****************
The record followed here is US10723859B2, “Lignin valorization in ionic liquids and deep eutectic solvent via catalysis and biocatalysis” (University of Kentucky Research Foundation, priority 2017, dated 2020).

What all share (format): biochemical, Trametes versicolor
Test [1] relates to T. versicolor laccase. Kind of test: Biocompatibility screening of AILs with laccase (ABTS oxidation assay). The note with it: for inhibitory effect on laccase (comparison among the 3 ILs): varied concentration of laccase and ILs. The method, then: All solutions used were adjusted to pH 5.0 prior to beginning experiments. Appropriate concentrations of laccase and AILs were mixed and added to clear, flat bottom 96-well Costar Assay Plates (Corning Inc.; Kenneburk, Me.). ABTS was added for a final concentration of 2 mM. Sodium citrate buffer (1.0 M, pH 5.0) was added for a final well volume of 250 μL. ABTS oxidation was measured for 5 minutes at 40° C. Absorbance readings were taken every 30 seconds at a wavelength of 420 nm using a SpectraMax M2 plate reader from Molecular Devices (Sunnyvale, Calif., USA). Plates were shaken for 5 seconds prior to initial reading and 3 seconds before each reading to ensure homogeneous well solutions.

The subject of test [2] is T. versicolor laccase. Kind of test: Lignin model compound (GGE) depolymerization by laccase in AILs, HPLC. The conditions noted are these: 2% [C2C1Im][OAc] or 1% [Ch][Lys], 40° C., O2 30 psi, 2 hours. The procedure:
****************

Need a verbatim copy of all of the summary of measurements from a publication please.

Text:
The record followed here is US10723859B2, “Lignin valorization in ionic liquids and deep eutectic solvent via catalysis and biocatalysis” (University of Kentucky Research Foundation, priority 2017, dated 2020).

What all share (format): biochemical, Trametes versicolor
Test [1] relates to T. versicolor laccase. Kind of test: Biocompatibility screening of AILs with laccase (ABTS oxidation assay). The note with it: for inhibitory effect on laccase (comparison among the 3 ILs): varied concentration of laccase and ILs. The method, then: All solutions used were adjusted to pH 5.0 prior to beginning experiments. Appropriate concentrations of laccase and AILs were mixed and added to clear, flat bottom 96-well Costar Assay Plates (Corning Inc.; Kenneburk, Me.). ABTS was added for a final concentration of 2 mM. Sodium citrate buffer (1.0 M, pH 5.0) was added for a final well volume of 250 μL. ABTS oxidation was measured for 5 minutes at 40° C. Absorbance readings were taken every 30 seconds at a wavelength of 420 nm using a SpectraMax M2 plate reader from Molecular Devices (Sunnyvale, Calif., USA). Plates were shaken for 5 seconds prior to initial reading and 3 seconds before each reading to ensure homogeneous well solutions.

The subject of test [2] is T. versicolor laccase. Kind of test: Lignin model compound (GGE) depolymerization by laccase in AILs, HPLC. The conditions noted are these: 2% [C2C1Im][OAc] or 1% [Ch][Lys], 40° C., O2 30 psi, 2 hours. The procedure: